Mary Lou Williams:
First Lady of the Jazz Keyboard
Mary Lou Williams was born May 8, 1910, in Atlanta. Her surname at one time or another was Scruggs or Burley or Winn. Joe Scruggs was her real father; Burley and Winn were stepfathers. If one father made her angry, she would switch to another’s name. She was particularly fond of Burley and consequently carried his name until she married John Williams in 1927.
The family moved from Atlanta to Pittsburgh when Mary Lou was somewhere between four and six years of age. By age six she was already a professional, playing at parties for a dollar an hour. By age 12 she was playing jobs with Pittsburgh’s union bands and touring the TOBA (Theatre Owners Booking Association, or Tough on Black Artists) vaudeville circuit in "Hits and Bits," the Gus Sun Circuit, and the B.F. Keith and Orpheum circuits with the act Seymour and Jeanette. In these early years, she also sat in with Duke Ellington’s Washingtonians.
"Around Pittsburgh, I played for many wealthy families, the Mellons in particular. I was just a kid. They were wonderful! They’d send a chauffeur out for me and I’d play for their private parties. Once they gave me $100. My mother almost fainted. She wanted to know if the lady drank. She even called the people to see if they had made a mistake."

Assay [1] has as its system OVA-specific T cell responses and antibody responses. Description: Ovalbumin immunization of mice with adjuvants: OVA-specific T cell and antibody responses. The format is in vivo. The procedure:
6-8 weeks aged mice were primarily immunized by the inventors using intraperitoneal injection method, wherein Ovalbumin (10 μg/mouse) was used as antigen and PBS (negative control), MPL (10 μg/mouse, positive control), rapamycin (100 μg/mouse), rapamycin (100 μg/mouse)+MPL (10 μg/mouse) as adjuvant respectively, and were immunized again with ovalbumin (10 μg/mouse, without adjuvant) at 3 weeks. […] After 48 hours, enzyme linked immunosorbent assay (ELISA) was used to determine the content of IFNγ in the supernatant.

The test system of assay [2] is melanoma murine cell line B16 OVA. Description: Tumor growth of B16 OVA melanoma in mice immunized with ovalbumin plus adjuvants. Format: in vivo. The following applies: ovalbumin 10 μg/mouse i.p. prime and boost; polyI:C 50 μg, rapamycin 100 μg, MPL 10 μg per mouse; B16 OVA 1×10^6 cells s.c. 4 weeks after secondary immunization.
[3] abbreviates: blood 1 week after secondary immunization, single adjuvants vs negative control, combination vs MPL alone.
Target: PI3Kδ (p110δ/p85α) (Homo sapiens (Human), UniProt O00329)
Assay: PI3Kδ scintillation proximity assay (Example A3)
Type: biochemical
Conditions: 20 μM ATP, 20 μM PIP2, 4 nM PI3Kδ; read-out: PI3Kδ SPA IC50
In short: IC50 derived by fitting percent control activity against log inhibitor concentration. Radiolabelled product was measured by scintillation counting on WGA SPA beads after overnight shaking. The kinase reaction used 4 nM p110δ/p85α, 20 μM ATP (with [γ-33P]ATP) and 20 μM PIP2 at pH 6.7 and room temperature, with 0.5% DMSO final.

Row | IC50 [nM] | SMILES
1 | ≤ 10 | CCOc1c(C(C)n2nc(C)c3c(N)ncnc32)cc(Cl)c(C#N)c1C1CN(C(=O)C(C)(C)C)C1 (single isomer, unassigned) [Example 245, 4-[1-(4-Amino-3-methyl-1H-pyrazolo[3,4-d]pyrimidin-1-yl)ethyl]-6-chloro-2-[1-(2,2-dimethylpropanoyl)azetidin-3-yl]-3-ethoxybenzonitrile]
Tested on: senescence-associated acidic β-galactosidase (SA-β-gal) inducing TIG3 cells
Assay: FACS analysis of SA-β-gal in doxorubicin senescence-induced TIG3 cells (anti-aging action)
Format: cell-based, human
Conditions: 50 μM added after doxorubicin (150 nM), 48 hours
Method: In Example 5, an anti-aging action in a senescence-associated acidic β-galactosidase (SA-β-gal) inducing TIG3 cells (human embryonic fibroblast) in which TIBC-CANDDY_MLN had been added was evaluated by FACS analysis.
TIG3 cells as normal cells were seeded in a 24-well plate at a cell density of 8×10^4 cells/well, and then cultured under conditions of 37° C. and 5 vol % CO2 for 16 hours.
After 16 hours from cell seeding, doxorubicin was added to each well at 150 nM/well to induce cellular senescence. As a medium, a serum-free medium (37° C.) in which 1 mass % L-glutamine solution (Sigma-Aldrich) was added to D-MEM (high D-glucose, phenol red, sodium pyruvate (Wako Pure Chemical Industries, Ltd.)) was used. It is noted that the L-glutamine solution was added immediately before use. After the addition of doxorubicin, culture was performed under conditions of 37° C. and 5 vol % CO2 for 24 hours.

Mary Lou later sat in with the Syncopators (also know as the Synco Jazzers). Fronting the latter group was her recently acquired husband John Williams, a baritone and alto saxophonist. Their home base was now Memphis. When John departed for Oklahoma City to join Terrence Holder’s band (soon to become Andy Kirk’s band), Mary Lou remained in Memphis, fronted Williams’ band, and on occasion hired the mighty Jimmie Lunceford. When Kirk’s band settled in Kansas City in 1929, Mary Lou joined and began filling in in various capacities--driving the bus, sewing clothes, what have you. She became the band’s official pianist and chief arranger in 1931, remaining until 1941.
With the Andy Kirk Band, she was known as "the little girl who swings the band." From the mid-1930s, she was an arranger for Benny Goodman and a staff arranger for Duke Ellington. She arranged for most big bands during the Swing Era, including Bob Crosby, Cab Calloway, the Dorseys, Louis Armstrong, and Earl Hines.
Following the Andy Kirk years (post-1941), Mary Lou fronted her own combo which included her second husband, Harold "Shorty" Baker, on trumpet and Art Blakey on drums. In 1945 she wrote the "Zodiac Suite," including 12 compositions. In 1946, parts of the Suite were scored for the New York Philharmonic. The Philharmonic performance (in Carnegie Hall) featured Mary Lou on piano. All told, she wrote more than 350 compositions.
Mary Lou Williams was a headliner at leading clubs in this country and abroad. She maintained the title "modernist" throughout her career. She moved to Europe in the 1950s and returned to the States in 1955, when she dropped out of music. She turned her back on jazz and became immersed in Catholicism. This period no doubt gave impetus to her several sacred compositions. In 1964 she founded the Pittsburgh Jazz Festival, and served as its director for three years (with help from trombonist, composer, and arranger Melba Liston).